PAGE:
Recently, I scanned through a performance of the Verdi, and as expected, many of the classical music armchair critics were genuflecting to and absolutely gushing over the soprano screamer and how they were “amazed” and found it “unbelievable” at how her voice overpowered both Orchestra and Chorus at one point in the score. What’s unbelievable about some female rearing back — as this one did — and let out a High C where she screamed “at the top of her lungs” above the full Orchestra and Chorus? I think most females could do that, even close to a High C in screaming mode. Think an emergency vehicle going by and the highest pitch on that wailing at you. How is that pleasurable? It’s not meant to be pleasurable. How is that music? It’s a warning sound. She looked like she was really working it too. She did not make her singing, or rather screaming, look effortless. She reminded me of some screamers I’ve seen who get red in the face in the midst of their screaming.
But being able to rear back and scream on a High C and overpower all other musicians on stage is something to be admired, is it? I. Don’t. Think. So. I was never taught that at the Conservatory where I trained. Where did these idiot commenters train? It’s interesting how brainwashing works. People keep being told — often by the no-nothing classical music armchair critics in comment sections — that it’s good when a soprano screamer rears back and screams on a High C with wobbling vibrato. She was mic’d but didn’t need a mic — they likely heard her several blocks away and wondered who was in pain! — because her obnoxious voice cut through both Orchestra and Chorus, and the Chorus was by my guess probably a 300-voice Chorus. They were superbly trained. Yes, she overpowered all of them too. That’s music? That’s art? I. Don’t. Think. So. No, that’s technically called tacky screaming.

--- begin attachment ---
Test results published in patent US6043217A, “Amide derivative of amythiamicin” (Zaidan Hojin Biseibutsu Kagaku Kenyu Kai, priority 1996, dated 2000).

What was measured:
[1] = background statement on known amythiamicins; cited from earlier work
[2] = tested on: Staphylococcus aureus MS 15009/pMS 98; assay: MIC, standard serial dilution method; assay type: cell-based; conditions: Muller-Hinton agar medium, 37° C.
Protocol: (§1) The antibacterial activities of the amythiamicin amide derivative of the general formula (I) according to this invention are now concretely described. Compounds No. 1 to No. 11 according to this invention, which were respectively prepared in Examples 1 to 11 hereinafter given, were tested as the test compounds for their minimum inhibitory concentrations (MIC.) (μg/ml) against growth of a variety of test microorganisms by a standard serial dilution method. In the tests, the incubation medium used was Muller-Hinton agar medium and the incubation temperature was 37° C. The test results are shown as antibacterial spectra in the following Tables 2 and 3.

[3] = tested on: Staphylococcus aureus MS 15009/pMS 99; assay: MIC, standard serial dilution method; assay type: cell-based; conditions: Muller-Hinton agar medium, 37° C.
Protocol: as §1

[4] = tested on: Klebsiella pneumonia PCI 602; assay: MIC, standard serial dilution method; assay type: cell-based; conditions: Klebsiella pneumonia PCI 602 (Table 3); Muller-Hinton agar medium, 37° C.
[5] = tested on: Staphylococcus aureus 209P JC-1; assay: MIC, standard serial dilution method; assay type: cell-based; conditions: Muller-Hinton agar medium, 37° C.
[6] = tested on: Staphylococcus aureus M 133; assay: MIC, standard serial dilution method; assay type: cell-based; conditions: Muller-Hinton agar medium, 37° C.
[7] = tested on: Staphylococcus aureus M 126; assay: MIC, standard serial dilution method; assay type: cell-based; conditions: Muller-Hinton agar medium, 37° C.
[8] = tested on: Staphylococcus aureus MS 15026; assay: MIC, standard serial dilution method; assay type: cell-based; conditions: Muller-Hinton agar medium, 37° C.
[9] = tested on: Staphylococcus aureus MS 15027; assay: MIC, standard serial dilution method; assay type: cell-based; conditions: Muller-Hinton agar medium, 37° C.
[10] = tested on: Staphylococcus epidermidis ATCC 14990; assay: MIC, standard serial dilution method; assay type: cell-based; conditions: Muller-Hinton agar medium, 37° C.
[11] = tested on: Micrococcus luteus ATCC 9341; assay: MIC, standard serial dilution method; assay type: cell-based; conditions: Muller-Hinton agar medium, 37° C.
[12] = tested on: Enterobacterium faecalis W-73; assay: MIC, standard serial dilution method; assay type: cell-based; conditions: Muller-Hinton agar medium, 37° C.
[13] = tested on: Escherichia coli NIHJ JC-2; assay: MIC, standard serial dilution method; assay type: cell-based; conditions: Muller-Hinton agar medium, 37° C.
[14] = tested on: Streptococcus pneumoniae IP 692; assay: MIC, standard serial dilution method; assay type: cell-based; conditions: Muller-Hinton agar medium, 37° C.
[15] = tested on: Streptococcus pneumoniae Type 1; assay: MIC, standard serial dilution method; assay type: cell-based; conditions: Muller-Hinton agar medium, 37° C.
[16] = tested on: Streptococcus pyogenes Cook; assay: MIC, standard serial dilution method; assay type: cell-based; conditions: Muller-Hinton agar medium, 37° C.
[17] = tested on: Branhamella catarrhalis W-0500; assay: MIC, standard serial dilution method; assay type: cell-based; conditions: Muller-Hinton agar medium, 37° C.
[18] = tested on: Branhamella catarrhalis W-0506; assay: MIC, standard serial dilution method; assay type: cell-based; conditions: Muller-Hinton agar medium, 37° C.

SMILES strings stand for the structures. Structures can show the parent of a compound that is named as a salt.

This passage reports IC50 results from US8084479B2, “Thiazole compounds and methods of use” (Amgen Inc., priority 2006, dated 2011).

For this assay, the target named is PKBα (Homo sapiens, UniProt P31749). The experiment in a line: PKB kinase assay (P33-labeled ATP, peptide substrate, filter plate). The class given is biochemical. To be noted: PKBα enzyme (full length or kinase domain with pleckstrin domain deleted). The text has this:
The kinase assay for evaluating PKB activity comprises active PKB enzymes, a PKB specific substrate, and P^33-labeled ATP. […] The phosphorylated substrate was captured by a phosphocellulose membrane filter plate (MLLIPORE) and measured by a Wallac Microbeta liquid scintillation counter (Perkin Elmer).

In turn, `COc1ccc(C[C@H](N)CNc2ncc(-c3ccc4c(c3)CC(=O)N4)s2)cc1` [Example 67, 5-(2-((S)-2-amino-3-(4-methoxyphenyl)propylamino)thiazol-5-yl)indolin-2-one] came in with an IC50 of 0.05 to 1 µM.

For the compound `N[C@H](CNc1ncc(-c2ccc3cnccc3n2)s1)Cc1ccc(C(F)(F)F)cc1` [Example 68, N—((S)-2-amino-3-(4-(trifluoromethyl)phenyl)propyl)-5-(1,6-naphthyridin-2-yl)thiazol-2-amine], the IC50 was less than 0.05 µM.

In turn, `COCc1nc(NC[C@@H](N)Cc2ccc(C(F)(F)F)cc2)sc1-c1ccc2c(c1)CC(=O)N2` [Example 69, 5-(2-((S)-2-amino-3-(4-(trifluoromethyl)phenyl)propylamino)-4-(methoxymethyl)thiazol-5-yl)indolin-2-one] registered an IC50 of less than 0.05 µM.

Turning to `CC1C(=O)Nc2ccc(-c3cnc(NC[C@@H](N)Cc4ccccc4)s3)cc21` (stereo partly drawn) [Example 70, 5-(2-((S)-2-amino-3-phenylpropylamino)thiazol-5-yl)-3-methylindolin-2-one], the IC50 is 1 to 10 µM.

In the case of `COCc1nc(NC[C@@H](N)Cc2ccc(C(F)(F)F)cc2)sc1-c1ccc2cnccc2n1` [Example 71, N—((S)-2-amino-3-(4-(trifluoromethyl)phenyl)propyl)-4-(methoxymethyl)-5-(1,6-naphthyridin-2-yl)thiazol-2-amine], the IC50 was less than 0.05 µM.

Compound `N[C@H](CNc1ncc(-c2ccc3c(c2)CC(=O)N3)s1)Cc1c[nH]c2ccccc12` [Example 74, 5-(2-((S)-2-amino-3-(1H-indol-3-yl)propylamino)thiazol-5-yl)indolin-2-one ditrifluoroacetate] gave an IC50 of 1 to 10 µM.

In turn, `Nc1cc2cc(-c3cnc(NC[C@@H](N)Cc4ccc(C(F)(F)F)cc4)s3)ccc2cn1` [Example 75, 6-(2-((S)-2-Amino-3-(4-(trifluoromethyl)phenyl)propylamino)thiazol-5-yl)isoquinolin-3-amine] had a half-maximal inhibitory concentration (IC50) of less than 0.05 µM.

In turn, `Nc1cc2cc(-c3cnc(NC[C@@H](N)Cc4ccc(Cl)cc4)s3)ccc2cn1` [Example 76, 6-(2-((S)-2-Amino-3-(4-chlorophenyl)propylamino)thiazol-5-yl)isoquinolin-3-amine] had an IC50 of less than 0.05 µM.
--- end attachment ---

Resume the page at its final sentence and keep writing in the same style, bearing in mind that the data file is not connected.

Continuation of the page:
Any damn fool can scream and call it “opera” or “I have a trained voice.” Yeah, for screaming. Nevertheless, these idiot commenters ate it up. They fell for her act.
Screaming is not music. Screaming is not art.
Unfortunately, these days in the Century of Insanity, many (most?) people can’t tell the different between screaming and singing beautifully. That’s particularly true with the mostly white opera audience. They’ll sit through anything if it’s called “opera.” Although the opera audience is especially a class-ist audience for the “well-heeled,” Dahling, so many people go to opera as a shallow status symbol. It’s about being pretentious and giving the impression of wealth and “high society” Dahling. I have no patience for such shallow and superficial people. Basura. And some of the same people don’t know the difference between opera and a symphonic choral work.
Why is opera = screaming ?
You can hear vocal soloists singing beautifully in this video from Collegium 1704 Orchestra and Chorus from the Czech Republic. It’s not opera, but does it matter? Why can’t opera be this beautiful and beautifully sung?
Below (the Zelenka) is beautiful music. The soloists are not screamers. They are genuine soloist and chorister artists. They all sing beautiful. No one is screaming or trying to overpower anyone else. Why can’t opera sound like this where the genuine soloists blend in with the music rather than stick out as divas demanding attention?
In this performance below, the soloists contribute to the music rather than destroy it with their harsh, screaming, damn annoying voices with wobbling vibrato where you have to guess what pitch they’re singing (or rather screaming) as they do in opera or in Verdi’s Messa da Requiem. Chau.—el bario rosa